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MP3 hardware player sales show triple digit growth

Written by Lasse Penttinen @ 18 Aug 2003 12:18 User comments (10)

Even though MP3 players have been around for quite some time, the sales figures still haven’t reached their peak. It is safe to say that the market penetration of MP3-able products has been steady but slow. But now it seems that digitally compressed, and possibly digitally distributed or shared, music is an acceptable media and the consumers are realizing its full potential.
Headset CD/MP3 player sales continue to rise in the triple digits, which helps push the audio category as well. In June, unit sales were up 202 percent, compared to the same period in 2002, to total sales of 547,000 units and dollar sales were up 104 percent to a total of $27 million.
... "The growth in MP3 has been monumental in 2003, with it clearly being a purchase criteria for consumers seeking on the go audio," said Sean Wargo, director of industry analysis. "The great news is that this trend has only just begun, now that the format is moving into the mainstream with the new profit based online music services."Music Industry News Network

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10 user comments

119.8.2003 2:11

But I thought, with a few exceptions, that the new profit-based online music services all used either wma, or some other non-mp3 format? What paid services are using freely burnable-to-disc mp3s? (I suppose there are a few). I think all the portable mp3-success comes from people ripping from music cds, compressing and then burning to cd-r. I know that's what I do. Perhaps the success of mp3-portable sales has more to do with successful P2P-mp3 downloads than any paid service you can think of.

219.8.2003 6:59

Just today my friend brought his MP3 capable CD player along with two computer speakers to school, we spent the break listening to music. The CD he had with him contained 133 songs, and it wasn´t even full! "Real" MP3 players would be really cool if they could pack as much as a MP3-CD. I still love my MD though.

319.8.2003 9:32

Aren't iPods "Real"? I do wonder how the trend towards proprietary, DRM-enabled devices will affect sales.


Digital Media and Music News
http://music.tinfoil.net

419.8.2003 12:38

Damn, sorry about that. I forgot about the iPod. But I was thinking more about devices using memory, and how expensive that is, instead of players like the iPod.

519.8.2003 13:56

I have had a Goodmans CDMP-370 player which plays MP3's off data CDs for over a year now. At 128kbps, a 700MB CD holds aprox. 200 songs. For near CD-quality audio (LAME at ~192kbps VBR) a CD holds roughly 120 songs. Very handy for long journeys. Just don't forget to bring spare batteries ;-) Sony have a CD player that claims to hold 30 hours using Atrac3plus, but I read on forums that the low bitrate of 48kbps it uses sounds like stereo AM radio. Also, the Atrack3plus tracks are DRM protected after encoding, though the player does claim a 150 hour battery life.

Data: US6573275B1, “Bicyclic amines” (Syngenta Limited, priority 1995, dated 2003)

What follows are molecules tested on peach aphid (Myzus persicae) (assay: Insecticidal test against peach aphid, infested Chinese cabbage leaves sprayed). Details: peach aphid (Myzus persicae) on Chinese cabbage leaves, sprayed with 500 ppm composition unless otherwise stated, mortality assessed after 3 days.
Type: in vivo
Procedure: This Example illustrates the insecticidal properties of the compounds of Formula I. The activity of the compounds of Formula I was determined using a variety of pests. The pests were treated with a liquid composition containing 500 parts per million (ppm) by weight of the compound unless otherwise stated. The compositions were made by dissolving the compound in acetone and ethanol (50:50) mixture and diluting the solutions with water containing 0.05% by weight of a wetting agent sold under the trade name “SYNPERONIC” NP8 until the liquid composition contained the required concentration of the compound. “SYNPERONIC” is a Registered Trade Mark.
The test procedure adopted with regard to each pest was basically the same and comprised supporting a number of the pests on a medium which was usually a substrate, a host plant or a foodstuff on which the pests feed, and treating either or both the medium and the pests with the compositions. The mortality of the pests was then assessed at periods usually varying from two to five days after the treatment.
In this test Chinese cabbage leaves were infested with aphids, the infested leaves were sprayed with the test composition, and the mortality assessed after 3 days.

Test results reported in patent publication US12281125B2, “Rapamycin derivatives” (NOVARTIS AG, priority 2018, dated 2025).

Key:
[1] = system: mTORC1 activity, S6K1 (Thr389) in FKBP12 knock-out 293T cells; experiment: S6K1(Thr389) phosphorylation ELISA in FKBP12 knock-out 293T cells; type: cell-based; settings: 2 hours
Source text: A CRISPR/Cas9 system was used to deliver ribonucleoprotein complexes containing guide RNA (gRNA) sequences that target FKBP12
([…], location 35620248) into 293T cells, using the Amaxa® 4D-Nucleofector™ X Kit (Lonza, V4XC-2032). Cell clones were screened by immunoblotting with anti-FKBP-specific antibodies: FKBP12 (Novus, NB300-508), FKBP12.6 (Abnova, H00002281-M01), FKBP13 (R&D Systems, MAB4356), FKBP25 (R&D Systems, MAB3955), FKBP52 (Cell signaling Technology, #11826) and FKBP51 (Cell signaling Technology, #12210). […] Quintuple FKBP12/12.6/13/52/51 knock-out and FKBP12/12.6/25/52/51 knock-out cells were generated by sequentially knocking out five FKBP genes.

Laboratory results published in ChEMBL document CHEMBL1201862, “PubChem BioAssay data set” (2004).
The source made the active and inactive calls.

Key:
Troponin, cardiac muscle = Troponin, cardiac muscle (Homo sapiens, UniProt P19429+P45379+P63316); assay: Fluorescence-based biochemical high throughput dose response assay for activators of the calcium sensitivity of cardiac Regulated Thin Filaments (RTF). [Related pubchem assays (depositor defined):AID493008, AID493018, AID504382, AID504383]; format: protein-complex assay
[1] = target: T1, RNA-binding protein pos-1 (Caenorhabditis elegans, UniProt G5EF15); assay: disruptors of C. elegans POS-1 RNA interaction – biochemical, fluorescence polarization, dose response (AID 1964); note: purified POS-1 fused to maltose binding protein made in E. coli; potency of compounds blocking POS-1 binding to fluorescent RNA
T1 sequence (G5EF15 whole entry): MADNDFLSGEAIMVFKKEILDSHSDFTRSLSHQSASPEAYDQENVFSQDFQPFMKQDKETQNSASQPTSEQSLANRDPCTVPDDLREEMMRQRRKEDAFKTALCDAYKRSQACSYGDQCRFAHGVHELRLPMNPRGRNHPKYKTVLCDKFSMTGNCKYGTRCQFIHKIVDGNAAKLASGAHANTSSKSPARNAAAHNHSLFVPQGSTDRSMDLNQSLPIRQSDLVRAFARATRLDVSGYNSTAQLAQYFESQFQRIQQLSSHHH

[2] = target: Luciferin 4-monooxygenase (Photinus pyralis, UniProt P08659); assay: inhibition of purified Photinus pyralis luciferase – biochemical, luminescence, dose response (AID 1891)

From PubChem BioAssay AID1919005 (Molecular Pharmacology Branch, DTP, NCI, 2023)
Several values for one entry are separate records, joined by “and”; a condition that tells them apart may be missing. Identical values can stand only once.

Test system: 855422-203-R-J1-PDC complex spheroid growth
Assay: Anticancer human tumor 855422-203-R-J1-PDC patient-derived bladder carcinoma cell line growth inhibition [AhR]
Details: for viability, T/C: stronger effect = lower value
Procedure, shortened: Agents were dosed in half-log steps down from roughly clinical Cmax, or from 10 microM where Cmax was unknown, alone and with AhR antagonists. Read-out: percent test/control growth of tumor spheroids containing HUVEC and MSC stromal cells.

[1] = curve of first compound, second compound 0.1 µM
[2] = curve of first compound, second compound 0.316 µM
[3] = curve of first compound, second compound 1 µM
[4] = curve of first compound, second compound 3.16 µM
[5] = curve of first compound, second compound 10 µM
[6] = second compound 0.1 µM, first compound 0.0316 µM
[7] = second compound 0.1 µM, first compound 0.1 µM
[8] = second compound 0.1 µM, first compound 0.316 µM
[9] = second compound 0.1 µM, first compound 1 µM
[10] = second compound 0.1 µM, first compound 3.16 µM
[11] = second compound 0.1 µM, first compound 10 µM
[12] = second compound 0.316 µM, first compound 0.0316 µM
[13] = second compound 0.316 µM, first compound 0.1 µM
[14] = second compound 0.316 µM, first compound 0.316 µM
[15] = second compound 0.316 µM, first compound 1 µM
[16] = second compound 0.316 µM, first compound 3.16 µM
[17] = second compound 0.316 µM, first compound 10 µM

619.8.2003 14:37

I own an iPod, a no-name CD-MP3 player, and a flash-based player. I find none of these as convenient as a bog-standard CD.


Digital Media and Music News
http://music.tinfoil.net

719.8.2003 16:08

I am simply in love with this thing: Uses 3" mini-cds, sounds wonderful, and it's so small it will fit easily in your shirt pocket. MP3 only! (or mini red-book cd if I want to make any). I have no need or desire for Sony's expensive memory sticks. NO pesky DRM-crippled wma file trash! The discs, at 185 --> 200 MB each, can easily hold 3 full downloaded albums, which I get FREE from P2P. That's what's driving the sales of these units - free mp3s and self-made rips converted to mp3. (Not any proprietary stuff). And yes, tinfoil, I feel very very sorry for anyone who didn't read the fine print and went out and bought a stooopid DRM-inhibited device. If it is indeed a 'trend', I'm not falling for it for one second. -- Mike --

This message has been edited since its posting. Latest edit was made on 19 Aug 2003 @ 16:16

824.8.2003 16:53
vudoo
Inactive

People will just use Audio Record Wizard if they subscribe to services like Real Networks Rhapsidy. You can just capture the stream going to the sound card. Once you just tell it to record it to Mp3 you are all set to burn what you will and your Mp3 CD player will have lots of tunes. DRM is hackible and the only people who don't know how to do it are the real lamers who don't know much about electronics. These people are the suckers of society. Voodoohippie

925.8.2003 4:19

Quote:
DRM is hackible and the only people who don't know how to do it are the real lamers who don't know much about electronics. These people are the suckers of society.
The majority of earths population would say the opposite. It´s the geeks who know how to do stuff like that.

1025.8.2003 17:06
vudoo
Inactive

You can Download Audio Record Wizard can't you? You can click config can't you and then click Mp3 and set the bit rate to 192 can't you? Then set the imput to STREAM from sound card. Just press record quickly after you click the song to play. It really is not that hard. Also you may want to Download ES5 and use the p2p app and join the forums. There is lots of content and if you prove trusted you'll see lots of solutions. Voodoohippie

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